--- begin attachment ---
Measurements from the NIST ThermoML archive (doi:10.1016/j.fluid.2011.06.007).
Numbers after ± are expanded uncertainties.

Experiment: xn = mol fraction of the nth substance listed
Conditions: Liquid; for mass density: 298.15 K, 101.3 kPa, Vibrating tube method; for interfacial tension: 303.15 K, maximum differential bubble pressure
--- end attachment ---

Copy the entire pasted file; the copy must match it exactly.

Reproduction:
Measurements from the NIST ThermoML archive (doi:10.1016/j.fluid.2011.06.007).
Numbers after ± are expanded uncertainties.

Experiment: xn = mol fraction of the nth substance listed
Conditions: Liquid; for mass density: 298.15 K, 101.3 kPa, Vibrating tube method; for interfacial tension: 303.15 K, maximum differential bubble pressure